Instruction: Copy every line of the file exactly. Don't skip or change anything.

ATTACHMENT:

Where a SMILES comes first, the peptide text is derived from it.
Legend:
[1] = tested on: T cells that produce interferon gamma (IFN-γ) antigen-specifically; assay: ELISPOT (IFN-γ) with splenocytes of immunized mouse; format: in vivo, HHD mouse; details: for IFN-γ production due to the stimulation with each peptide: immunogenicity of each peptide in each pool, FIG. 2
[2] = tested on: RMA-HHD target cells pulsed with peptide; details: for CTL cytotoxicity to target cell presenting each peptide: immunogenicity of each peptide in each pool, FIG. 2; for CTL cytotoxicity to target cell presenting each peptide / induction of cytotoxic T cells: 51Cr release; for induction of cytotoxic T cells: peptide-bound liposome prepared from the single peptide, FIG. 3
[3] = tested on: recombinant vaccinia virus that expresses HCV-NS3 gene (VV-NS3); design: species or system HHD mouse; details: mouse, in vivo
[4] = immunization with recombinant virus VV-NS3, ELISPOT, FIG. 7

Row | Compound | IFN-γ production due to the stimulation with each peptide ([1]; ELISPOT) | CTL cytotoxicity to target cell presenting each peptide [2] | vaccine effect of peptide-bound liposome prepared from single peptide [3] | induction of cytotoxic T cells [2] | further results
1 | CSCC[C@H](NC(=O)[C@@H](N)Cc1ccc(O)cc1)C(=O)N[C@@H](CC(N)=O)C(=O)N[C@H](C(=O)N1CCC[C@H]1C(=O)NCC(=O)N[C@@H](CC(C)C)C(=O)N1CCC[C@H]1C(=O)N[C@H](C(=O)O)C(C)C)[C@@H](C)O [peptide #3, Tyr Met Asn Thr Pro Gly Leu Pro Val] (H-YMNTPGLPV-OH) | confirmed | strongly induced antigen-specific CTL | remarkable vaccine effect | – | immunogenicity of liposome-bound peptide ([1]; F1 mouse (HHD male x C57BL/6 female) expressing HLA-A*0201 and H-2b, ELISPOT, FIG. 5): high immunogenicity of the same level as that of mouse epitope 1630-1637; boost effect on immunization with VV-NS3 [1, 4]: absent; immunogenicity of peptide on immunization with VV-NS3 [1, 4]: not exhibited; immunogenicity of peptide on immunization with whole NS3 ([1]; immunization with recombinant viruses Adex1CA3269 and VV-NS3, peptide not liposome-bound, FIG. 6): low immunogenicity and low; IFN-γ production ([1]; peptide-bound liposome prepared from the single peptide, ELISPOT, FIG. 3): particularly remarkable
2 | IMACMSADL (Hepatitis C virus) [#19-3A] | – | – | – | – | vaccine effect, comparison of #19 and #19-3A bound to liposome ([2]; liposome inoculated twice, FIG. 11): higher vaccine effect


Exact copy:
Where a SMILES comes first, the peptide text is derived from it.
Legend:
[1] = tested on: T cells that produce interferon gamma (IFN-γ) antigen-specifically; assay: ELISPOT (IFN-γ) with splenocytes of immunized mouse; format: in vivo, HHD mouse; details: for IFN-γ production due to the stimulation with each peptide: immunogenicity of each peptide in each pool, FIG. 2
[2] = tested on: RMA-HHD target cells pulsed with peptide; details: for CTL cytotoxicity to target cell presenting each peptide: immunogenicity of each peptide in each pool, FIG. 2; for CTL cytotoxicity to target cell presenting each peptide / induction of cytotoxic T cells: 51Cr release; for induction of cytotoxic T cells: peptide-bound liposome prepared from the single peptide, FIG. 3
[3] = tested on: recombinant vaccinia virus that expresses HCV-NS3 gene (VV-NS3); design: species or system HHD mouse; details: mouse, in vivo
[4] = immunization with recombinant virus VV-NS3, ELISPOT, FIG. 7

Row | Compound | IFN-γ production due to the stimulation with each peptide ([1]; ELISPOT) | CTL cytotoxicity to target cell presenting each peptide [2] | vaccine effect of peptide-bound liposome prepared from single peptide [3] | induction of cytotoxic T cells [2] | further results
1 | CSCC[C@H](NC(=O)[C@@H](N)Cc1ccc(O)cc1)C(=O)N[C@@H](CC(N)=O)C(=O)N[C@H](C(=O)N1CCC[C@H]1C(=O)NCC(=O)N[C@@H](CC(C)C)C(=O)N1CCC[C@H]1C(=O)N[C@H](C(=O)O)C(C)C)[C@@H](C)O [peptide #3, Tyr Met Asn Thr Pro Gly Leu Pro Val] (H-YMNTPGLPV-OH) | confirmed | strongly induced antigen-specific CTL | remarkable vaccine effect | – | immunogenicity of liposome-bound peptide ([1]; F1 mouse (HHD male x C57BL/6 female) expressing HLA-A*0201 and H-2b, ELISPOT, FIG. 5): high immunogenicity of the same level as that of mouse epitope 1630-1637; boost effect on immunization with VV-NS3 [1, 4]: absent; immunogenicity of peptide on immunization with VV-NS3 [1, 4]: not exhibited; immunogenicity of peptide on immunization with whole NS3 ([1]; immunization with recombinant viruses Adex1CA3269 and VV-NS3, peptide not liposome-bound, FIG. 6): low immunogenicity and low; IFN-γ production ([1]; peptide-bound liposome prepared from the single peptide, ELISPOT, FIG. 3): particularly remarkable
2 | IMACMSADL (Hepatitis C virus) [#19-3A] | – | – | – | – | vaccine effect, comparison of #19 and #19-3A bound to liposome ([2]; liposome inoculated twice, FIG. 11): higher vaccine effect